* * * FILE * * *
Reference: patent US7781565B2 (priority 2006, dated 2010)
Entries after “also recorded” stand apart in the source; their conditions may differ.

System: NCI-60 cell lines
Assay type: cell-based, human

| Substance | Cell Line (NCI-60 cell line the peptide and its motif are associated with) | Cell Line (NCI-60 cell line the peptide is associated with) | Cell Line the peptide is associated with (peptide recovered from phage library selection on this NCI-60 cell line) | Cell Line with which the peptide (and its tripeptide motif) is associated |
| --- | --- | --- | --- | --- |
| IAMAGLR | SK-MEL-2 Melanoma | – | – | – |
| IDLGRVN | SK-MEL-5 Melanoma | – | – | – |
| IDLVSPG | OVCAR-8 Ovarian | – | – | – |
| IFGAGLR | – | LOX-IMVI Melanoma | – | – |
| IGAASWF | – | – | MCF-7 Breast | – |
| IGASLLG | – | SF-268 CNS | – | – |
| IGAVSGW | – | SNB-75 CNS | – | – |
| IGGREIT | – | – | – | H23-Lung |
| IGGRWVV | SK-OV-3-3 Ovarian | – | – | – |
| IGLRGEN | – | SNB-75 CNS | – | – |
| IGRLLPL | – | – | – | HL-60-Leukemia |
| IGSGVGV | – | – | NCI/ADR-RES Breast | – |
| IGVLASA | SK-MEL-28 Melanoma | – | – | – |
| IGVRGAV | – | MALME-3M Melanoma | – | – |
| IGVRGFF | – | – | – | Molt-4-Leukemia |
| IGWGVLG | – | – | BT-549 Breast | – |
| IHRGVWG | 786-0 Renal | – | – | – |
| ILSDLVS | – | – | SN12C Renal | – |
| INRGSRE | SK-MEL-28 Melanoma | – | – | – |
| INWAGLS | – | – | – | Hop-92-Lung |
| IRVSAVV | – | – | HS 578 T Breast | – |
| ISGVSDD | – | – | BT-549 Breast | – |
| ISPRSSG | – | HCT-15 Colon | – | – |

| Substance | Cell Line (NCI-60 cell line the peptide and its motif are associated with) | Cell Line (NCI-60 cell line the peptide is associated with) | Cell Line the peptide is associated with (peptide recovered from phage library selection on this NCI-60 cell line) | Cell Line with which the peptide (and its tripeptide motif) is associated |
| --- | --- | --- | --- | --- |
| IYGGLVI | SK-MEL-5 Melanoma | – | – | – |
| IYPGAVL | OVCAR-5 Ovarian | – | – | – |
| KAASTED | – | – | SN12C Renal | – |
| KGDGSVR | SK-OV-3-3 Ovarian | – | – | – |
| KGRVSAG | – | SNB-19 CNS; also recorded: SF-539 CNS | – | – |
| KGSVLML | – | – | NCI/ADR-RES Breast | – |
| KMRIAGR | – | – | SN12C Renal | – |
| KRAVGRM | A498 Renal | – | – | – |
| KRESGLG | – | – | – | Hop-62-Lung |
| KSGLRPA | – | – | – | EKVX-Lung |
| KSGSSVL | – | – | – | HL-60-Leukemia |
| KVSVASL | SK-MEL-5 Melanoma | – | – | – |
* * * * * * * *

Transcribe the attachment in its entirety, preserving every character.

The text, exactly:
Reference: patent US7781565B2 (priority 2006, dated 2010)
Entries after “also recorded” stand apart in the source; their conditions may differ.

System: NCI-60 cell lines
Assay type: cell-based, human

| Substance | Cell Line (NCI-60 cell line the peptide and its motif are associated with) | Cell Line (NCI-60 cell line the peptide is associated with) | Cell Line the peptide is associated with (peptide recovered from phage library selection on this NCI-60 cell line) | Cell Line with which the peptide (and its tripeptide motif) is associated |
| --- | --- | --- | --- | --- |
| IAMAGLR | SK-MEL-2 Melanoma | – | – | – |
| IDLGRVN | SK-MEL-5 Melanoma | – | – | – |
| IDLVSPG | OVCAR-8 Ovarian | – | – | – |
| IFGAGLR | – | LOX-IMVI Melanoma | – | – |
| IGAASWF | – | – | MCF-7 Breast | – |
| IGASLLG | – | SF-268 CNS | – | – |
| IGAVSGW | – | SNB-75 CNS | – | – |
| IGGREIT | – | – | – | H23-Lung |
| IGGRWVV | SK-OV-3-3 Ovarian | – | – | – |
| IGLRGEN | – | SNB-75 CNS | – | – |
| IGRLLPL | – | – | – | HL-60-Leukemia |
| IGSGVGV | – | – | NCI/ADR-RES Breast | – |
| IGVLASA | SK-MEL-28 Melanoma | – | – | – |
| IGVRGAV | – | MALME-3M Melanoma | – | – |
| IGVRGFF | – | – | – | Molt-4-Leukemia |
| IGWGVLG | – | – | BT-549 Breast | – |
| IHRGVWG | 786-0 Renal | – | – | – |
| ILSDLVS | – | – | SN12C Renal | – |
| INRGSRE | SK-MEL-28 Melanoma | – | – | – |
| INWAGLS | – | – | – | Hop-92-Lung |
| IRVSAVV | – | – | HS 578 T Breast | – |
| ISGVSDD | – | – | BT-549 Breast | – |
| ISPRSSG | – | HCT-15 Colon | – | – |

| Substance | Cell Line (NCI-60 cell line the peptide and its motif are associated with) | Cell Line (NCI-60 cell line the peptide is associated with) | Cell Line the peptide is associated with (peptide recovered from phage library selection on this NCI-60 cell line) | Cell Line with which the peptide (and its tripeptide motif) is associated |
| --- | --- | --- | --- | --- |
| IYGGLVI | SK-MEL-5 Melanoma | – | – | – |
| IYPGAVL | OVCAR-5 Ovarian | – | – | – |
| KAASTED | – | – | SN12C Renal | – |
| KGDGSVR | SK-OV-3-3 Ovarian | – | – | – |
| KGRVSAG | – | SNB-19 CNS; also recorded: SF-539 CNS | – | – |
| KGSVLML | – | – | NCI/ADR-RES Breast | – |
| KMRIAGR | – | – | SN12C Renal | – |
| KRAVGRM | A498 Renal | – | – | – |
| KRESGLG | – | – | – | Hop-62-Lung |
| KSGLRPA | – | – | – | EKVX-Lung |
| KSGSSVL | – | – | – | HL-60-Leukemia |
| KVSVASL | SK-MEL-5 Melanoma | – | – | – |